Posted by: schnauzer21 | January 6, 2011 9:54 AM | Report abuse

The best way to deal with bullying ultimately is to create a culture of respect for people. Bullying thrives in unhealthy emotional environments, whether that is school, government, or the corporate world. What happens in schools often translates to what happens in the outside adult world too. Unfortunately, it's more a symptom of a problem in an environment than a condition in and of itself and there's no way any legislation can get rid of it by itself. Bullying mutates from open racism, sexism, homophobia and the like to more subtle (and therefore legal and/or permissible) forms very quickly.

Posted by: nvamikeyo | January 6, 2011 11:04 AM | Report abuse

One other thing. I recently had a job where we had a hidebound HR representative who told us, "bullying isn't against the law. It has to be of an overtly sexual, physically or verbally abusive nature." For all the "it gets better" folks out there (from the gay rights movement) please do remember the adult world is still often a tough place to navigate as well.

Posted by: nvamikeyo | January 6, 2011 11:18 AM | Report abuse

What's next, anti-breakup legislation? no last picks on the playground?

Posted by: ronjaboy | January 6, 2011 11:35 AM | Report abuse

I think that there should be a right for the bullied child to sue his tormentor and his or her parents - in cases of extreme emotional distress and ongoing bullying. I think making it a criminal act absent assault (which there already is a law on the books for that) raises too many constitutional issues - e.g. this might criminalize speech. With having it be a civil liability issue both sides could present their case and a jury or judge could weigh each case. As to the commentators who think nothing should be done I suppose they were lucky enough not to be bullied. How good for them. And administrators at schools rarely lift a finger and even when they do most bullies laugh it off because usually they get a slap on the risk. Hit a bully - or more importantly the bully's parents - in the wallet and watch how it ends.

Posted by: da55 | January 6, 2011 12:56 PM | Report abuse

There should already be harassment laws on the books, though I know it can be more difficult to get in Virginia. I grew up in Wisconsin in a small town, but the principals were great. When I was bullied/harassed in high school, the principals and counselors contacted the people several times and even offered to contact the police for me. I think it is a matter of changing the minds of the people who run the schools. If schools could be sued, their policies would change very quickly. It won't matter if there are laws on the books, if the schools don't call the police.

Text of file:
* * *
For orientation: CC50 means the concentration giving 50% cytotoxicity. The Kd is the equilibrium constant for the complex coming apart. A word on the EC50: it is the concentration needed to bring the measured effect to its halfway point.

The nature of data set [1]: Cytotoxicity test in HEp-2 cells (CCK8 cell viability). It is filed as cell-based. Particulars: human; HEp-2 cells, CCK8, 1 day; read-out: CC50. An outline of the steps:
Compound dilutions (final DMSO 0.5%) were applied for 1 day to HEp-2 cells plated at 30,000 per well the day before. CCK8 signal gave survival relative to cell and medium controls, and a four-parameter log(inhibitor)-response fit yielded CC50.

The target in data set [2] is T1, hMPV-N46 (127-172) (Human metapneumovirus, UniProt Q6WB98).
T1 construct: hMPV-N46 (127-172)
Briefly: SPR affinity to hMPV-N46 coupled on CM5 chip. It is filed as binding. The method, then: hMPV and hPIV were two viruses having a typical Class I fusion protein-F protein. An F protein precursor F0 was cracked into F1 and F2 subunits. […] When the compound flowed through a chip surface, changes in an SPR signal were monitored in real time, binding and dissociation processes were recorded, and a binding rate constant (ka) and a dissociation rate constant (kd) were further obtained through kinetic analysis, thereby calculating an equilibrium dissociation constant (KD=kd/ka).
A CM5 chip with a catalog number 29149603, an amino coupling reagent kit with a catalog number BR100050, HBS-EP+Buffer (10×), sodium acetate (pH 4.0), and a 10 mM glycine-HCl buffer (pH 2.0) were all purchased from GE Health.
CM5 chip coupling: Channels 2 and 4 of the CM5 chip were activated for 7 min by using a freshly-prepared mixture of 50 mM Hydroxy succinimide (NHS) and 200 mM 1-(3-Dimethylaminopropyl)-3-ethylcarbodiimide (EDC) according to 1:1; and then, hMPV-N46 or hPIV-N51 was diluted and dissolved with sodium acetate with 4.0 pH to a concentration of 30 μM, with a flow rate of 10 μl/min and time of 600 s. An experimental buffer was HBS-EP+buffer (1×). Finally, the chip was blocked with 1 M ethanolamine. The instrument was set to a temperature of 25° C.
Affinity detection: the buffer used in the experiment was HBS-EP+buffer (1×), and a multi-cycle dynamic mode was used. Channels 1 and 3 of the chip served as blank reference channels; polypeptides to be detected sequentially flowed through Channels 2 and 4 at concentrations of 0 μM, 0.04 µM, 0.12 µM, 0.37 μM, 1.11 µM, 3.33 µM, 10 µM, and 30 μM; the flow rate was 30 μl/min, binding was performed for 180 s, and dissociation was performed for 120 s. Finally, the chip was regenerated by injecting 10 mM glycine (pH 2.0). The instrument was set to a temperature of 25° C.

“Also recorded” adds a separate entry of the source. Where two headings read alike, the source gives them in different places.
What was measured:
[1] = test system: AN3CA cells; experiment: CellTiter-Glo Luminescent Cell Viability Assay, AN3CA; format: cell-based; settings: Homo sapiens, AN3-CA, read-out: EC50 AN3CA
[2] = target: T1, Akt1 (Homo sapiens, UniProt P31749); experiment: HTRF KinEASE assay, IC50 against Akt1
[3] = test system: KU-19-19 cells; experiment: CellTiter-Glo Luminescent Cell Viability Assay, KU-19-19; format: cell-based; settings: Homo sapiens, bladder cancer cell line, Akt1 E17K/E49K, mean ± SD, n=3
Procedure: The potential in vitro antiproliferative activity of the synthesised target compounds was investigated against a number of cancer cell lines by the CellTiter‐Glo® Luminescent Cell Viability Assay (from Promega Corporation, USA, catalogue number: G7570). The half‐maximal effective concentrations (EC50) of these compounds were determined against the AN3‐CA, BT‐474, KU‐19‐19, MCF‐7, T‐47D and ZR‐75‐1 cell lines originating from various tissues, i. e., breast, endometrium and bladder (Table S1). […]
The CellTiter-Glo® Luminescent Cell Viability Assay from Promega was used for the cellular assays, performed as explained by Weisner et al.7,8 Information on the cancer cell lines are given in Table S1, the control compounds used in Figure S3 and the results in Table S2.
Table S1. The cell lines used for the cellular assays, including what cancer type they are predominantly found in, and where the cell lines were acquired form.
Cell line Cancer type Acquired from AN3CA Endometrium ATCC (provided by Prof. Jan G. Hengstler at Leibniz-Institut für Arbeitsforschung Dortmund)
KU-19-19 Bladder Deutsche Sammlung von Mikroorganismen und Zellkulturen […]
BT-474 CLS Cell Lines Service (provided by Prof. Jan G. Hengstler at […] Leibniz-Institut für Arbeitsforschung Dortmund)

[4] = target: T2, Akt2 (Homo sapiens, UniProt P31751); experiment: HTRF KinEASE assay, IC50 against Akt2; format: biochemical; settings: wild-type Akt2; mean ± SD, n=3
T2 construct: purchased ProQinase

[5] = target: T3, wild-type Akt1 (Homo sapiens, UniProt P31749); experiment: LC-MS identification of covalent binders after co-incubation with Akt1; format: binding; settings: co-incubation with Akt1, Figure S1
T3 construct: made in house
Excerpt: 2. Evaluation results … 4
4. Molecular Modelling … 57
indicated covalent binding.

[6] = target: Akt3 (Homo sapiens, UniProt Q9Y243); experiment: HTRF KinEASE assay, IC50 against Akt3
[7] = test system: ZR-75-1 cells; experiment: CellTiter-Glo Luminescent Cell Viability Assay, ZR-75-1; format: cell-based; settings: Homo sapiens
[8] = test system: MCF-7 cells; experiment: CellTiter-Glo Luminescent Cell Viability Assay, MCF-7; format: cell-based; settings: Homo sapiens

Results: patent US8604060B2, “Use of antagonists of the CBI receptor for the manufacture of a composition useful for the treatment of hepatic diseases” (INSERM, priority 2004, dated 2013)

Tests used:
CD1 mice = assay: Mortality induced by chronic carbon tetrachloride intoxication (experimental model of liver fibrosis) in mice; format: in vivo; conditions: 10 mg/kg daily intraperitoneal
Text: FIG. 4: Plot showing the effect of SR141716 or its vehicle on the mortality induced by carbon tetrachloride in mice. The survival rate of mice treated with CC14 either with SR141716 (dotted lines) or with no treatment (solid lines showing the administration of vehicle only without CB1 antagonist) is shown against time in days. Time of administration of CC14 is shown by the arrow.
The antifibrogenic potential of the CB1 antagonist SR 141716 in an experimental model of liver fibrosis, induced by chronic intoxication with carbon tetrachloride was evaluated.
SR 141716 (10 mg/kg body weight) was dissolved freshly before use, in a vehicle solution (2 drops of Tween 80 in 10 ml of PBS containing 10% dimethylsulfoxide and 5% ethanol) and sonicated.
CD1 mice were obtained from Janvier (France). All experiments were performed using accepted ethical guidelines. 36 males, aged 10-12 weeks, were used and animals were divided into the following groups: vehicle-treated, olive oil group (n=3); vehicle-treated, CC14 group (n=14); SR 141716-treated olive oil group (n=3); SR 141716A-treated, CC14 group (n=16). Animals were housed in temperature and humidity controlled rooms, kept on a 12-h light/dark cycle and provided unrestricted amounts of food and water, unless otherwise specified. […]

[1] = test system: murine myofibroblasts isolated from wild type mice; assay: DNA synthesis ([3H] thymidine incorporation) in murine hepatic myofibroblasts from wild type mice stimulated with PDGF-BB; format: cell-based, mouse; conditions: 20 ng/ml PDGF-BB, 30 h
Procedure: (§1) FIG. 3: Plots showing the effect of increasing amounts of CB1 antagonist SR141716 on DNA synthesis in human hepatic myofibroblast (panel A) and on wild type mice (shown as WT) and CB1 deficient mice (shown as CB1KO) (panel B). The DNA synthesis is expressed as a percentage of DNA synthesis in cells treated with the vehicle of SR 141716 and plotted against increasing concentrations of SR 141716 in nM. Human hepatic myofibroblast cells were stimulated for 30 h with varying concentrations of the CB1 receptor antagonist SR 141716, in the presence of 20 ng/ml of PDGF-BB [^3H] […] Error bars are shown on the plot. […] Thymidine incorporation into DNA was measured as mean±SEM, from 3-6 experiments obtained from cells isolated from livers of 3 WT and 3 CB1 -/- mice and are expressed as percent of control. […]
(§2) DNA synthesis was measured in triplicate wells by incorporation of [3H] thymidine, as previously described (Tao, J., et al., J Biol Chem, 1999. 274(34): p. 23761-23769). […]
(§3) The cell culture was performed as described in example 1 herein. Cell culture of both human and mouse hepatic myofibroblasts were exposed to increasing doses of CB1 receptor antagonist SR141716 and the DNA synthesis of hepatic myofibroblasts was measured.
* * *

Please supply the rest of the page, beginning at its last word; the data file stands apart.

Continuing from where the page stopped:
Posted by: amweber | January 6, 2011 1:29 PM | Report abuse

Singling out perceived sexual orientation would also weaken the law because that is not the only reason bullying occurs. Odd that the best reason to not specify sexual orientation in the bill is thought to be lamentable.

Posted by: blasmaic | January 6, 2011 2:39 PM | Report abuse

The anti-bullying laws don't go far enough. Jail time for the offenders' parents would bring a ray of hope that the entire family will be held responsible for the bad behavior of the child(ren)! Fines are a great idea and if the parents do not pay them, tack them on to the personal property taxes on their property! Bullying can and WILL be dealt with, one way or another!

Posted by: dakotahgeo | January 6, 2011 5:03 PM | Report abuse

Bullying and harrasment are the same thing. There should not be a laundry list of the reasons for bullying simply make all bullying/harrasment a crime. A fine of $1200.00 should do it for a first time offence and higher for repeated offences. No jail time for first offence but, possible jail time (6 months to one year) for repeat offenders. Make those who fail to report the incident accomplises punishable by the same fines and sentences as the offender. A very simple solution to a terrible problem!

Posted by: Voyager40 | January 6, 2011 6:21 PM | Report abuse

Bullying and harrasment are the same thing. There should not be a laundry list of the reasons for bullying simply make all bullying/harrasment a crime. A fine of $1200.00 should do it for a first time offence and higher for repeated offences. No jail time for first offence but, possible jail time (6 months to one year) for repeat offenders. Make those who fail to report the incident accomplises punishable by the same fines and sentences as the offender. A very simple solution to a terrible problem!

Posted by: Voyager40 | January 6, 2011 6:22 PM | Report abuse